Nearly two years ago, most Americans had never heard of South African comedian Trevor Noah.
But after taking over the reins of Comedy Central’s “The Daily Show” from Jon Stewart in September 2015, Noah has impressed viewers with his wit, intelligence and poise — not to mention his dimples. His show, which saw a significant boost in viewership earlier this year, has surpassed “The Tonight Show Starring Jimmy Fallon” as the top late-night talk show among millenials under 25.
Noah, 33, has supplemented that success with a best-selling memoir, “Born a Crime: Stories from a South African Childhood,” and a handful of hit standup specials including “Trevor Noah: Afraid of the Dark.”
“Being in this position, having “The Daily Show” as a platform, I see as a privilege,” Noah said. “It’s a show where we come together, young and old viewers alike. We get to live in this world together and realize we’re not the only ones who think we are crazy in experiencing what we are.”
The Tribune recently talked to Noah, who brings his standup act to Vina Robles Amphitheatre in Paso Robles on Saturday. (Comedian Angelo Lozada will open the show.)
Q: What kind of pressure do you feel as the face of Comedy Central’s flagship show?
A: I can’t worry about ratings because I don’t really understand how ratings work. (chuckles) It’s something I’ve always been honest about from the very beginning. …
All I can worry about is creating the best show possible. I try to keep growing. I try to make sure that the show is honest and funny. ...
With that comes pressure, definitely, but it’s a welcome pressure. It’s a pressure that has a certain sense of purpose attached to it and I embrace that.
Q: What do you see as the legacy that you’re carrying on?
A: The biggest legacy for me is really creating an honest space where the right questions are asked of the environment that we’re in. That’s something I loved about Jon Stewart and that’s a legacy I want to continue — is being in a space where we can honestly dissect many of the issues we deal with in society.
A: What was your reaction when Donald Trump won the presidential election? As a comedian, were you excited about the prospect of having him in office?
Q: I said before the election came (that) I wouldn’t be shocked if Donald Trump won the election, but I would still be surprised that it happened. That’s how I felt on (election) night. ...
The idea that a Donald Trump presidency would be exciting is one that doesn’t take into account the fact that he has the ability to be all encompassing. He engulfs the news.
The downside of Donald Trump is you cannot deny that he has the ability to, in many ways, be the conversation …
Q: Are you concerned that Trump is dominating the news cycle?
A: Donald Trump is doing to the news what he is also going to do the Republicans’ agenda in Congress, and that is slow it down to the point where nothing is getting done. ...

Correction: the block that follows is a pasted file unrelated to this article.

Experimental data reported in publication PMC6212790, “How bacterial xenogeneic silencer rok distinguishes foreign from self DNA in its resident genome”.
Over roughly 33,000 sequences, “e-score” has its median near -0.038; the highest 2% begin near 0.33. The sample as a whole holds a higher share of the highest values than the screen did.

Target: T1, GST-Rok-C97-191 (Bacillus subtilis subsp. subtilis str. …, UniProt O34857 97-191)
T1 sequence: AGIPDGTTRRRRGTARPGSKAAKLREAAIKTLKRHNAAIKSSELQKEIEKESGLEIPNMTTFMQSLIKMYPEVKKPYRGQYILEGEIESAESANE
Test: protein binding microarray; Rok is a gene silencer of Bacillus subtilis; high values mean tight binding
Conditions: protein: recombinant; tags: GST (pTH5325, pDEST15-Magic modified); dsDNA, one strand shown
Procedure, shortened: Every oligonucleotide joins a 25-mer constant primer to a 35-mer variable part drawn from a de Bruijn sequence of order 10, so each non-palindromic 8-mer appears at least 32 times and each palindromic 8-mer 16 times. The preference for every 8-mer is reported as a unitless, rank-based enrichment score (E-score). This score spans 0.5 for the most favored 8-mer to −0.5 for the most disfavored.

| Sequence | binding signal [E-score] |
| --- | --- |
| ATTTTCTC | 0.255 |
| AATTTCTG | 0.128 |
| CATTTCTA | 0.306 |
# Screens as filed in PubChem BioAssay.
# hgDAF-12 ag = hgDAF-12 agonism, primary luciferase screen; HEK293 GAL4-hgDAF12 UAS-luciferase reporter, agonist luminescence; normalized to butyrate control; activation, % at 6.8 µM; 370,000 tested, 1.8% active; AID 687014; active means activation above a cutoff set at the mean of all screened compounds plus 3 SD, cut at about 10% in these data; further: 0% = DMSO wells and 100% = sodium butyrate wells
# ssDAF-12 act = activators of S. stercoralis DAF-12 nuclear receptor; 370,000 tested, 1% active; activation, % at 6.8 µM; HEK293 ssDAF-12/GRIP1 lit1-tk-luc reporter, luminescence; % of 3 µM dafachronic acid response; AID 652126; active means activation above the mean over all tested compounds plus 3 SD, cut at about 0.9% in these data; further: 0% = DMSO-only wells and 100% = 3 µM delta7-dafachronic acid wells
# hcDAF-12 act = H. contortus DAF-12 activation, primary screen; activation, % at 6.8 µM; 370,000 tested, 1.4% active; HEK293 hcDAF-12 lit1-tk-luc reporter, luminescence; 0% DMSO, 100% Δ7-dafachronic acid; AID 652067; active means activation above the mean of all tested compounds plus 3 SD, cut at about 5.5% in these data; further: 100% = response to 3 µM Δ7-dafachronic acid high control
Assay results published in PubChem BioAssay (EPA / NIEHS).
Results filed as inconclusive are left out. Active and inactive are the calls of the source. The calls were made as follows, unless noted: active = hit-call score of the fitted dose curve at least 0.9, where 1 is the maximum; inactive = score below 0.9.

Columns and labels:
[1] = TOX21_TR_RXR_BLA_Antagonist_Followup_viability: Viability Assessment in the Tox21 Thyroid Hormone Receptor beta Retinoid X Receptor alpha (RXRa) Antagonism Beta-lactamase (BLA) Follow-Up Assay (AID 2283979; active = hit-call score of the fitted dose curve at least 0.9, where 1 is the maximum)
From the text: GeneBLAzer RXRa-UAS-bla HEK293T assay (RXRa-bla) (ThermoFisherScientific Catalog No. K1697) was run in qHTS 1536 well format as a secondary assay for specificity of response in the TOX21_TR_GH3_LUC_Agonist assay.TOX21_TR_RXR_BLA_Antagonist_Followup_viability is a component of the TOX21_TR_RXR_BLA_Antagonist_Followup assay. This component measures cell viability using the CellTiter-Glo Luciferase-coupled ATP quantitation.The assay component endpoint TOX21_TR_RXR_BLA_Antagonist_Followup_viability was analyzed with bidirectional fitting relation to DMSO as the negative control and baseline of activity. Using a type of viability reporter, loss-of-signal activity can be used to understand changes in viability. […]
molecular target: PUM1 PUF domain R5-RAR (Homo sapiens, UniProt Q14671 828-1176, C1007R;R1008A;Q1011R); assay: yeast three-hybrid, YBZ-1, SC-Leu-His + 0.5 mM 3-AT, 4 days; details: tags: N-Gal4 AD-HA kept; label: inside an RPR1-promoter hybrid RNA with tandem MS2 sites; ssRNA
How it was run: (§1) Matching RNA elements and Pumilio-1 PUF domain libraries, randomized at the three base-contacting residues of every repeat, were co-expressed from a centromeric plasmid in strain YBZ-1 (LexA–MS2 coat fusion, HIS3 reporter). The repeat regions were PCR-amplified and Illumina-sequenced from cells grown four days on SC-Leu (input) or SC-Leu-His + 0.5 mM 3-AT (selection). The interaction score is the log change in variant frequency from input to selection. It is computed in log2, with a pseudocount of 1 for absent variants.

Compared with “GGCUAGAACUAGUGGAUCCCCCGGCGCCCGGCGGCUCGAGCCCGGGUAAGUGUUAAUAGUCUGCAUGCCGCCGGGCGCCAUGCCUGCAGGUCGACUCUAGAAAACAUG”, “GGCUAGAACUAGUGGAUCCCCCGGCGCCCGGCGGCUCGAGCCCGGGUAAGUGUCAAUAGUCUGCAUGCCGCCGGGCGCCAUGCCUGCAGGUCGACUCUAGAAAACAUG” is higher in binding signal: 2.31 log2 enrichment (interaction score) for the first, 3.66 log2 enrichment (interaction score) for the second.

Because of the side shows, (Republican lawmakers) can’t focus on trying to repeal Obamacare. Because of the side shows, they can’t focus on tax cuts. Because of the side shows, they can’t do most of what they’d like to do.
Essentially, it’s the gift and the curse. Donald Trump is so insane that he eclipses the news, but because he’s so insane it also means that he, in many ways, eclipses what people want to try and do that may be detrimental to many Americans’ health and well-being.
Q: What do you see as the role of comedy in these challenging times?
A: Good satire ... is a tool to really probe at what is happening around you in regards to those in power. It’s specifically what it’s designed for.
If you dealt with (the situation) almost on the surface you would be in a place where you would spend most of your time speechless and shouting at a TV screen.
Essentially that’s what great comedy is. It’s finding a way to call out the B.S. you see around you …
Q: Is there an educational component to your comedy?
A: I think so, in as much as I, myself, get educated. … That’s what great about “The Daily Show.” I spend every day embarking on a journey of trying to learn, embarking on a journey of trying to discover the answers to questions that we hold here on the show. In doing that, we hopefully get to a place where we answer questions that you yourself may have at home …
Q: You’re a big fan of President Barack Obama and late South African president Nelson Mandela. How have they shaped the way you’ve approached your life and your career?
A: Nelson Mandela really shaped the way I view the world. He was not a perfect man, nor did he ever pretend to be. But one thing he did was to inspire a sense of willingness to try and build in a space where building never ever seemed possible.
In (the case of) Barack Obama, I identified with a lot of his story growing up. We’re both of mixed-race descent, growing up in a world where (that) identity played a big part in how we defined ourselves and how (others) defined us. …
There are many parallels I’ve drawn between my life and theirs — and obviously the trials and tribulations may not be the same, but I’ve looked to them for inspiration in different ways, whether (it’s been) to garner wisdom from their experiences or to learn from some of their mistakes.
That’s something that I’ve always admired about both of them. With Nelson Mandela, specifically, it’s always been his insane ability to forgive and at the same time not forget. (His) ability to see people as just that, but at the same time still holding them accountable for their actions. That’s something that really stuck with me in my comedy and my life.
8 p.m. Saturday
Vina Robles Amphitheatre, 3800 Mill Road, Paso Robles
$45 to $65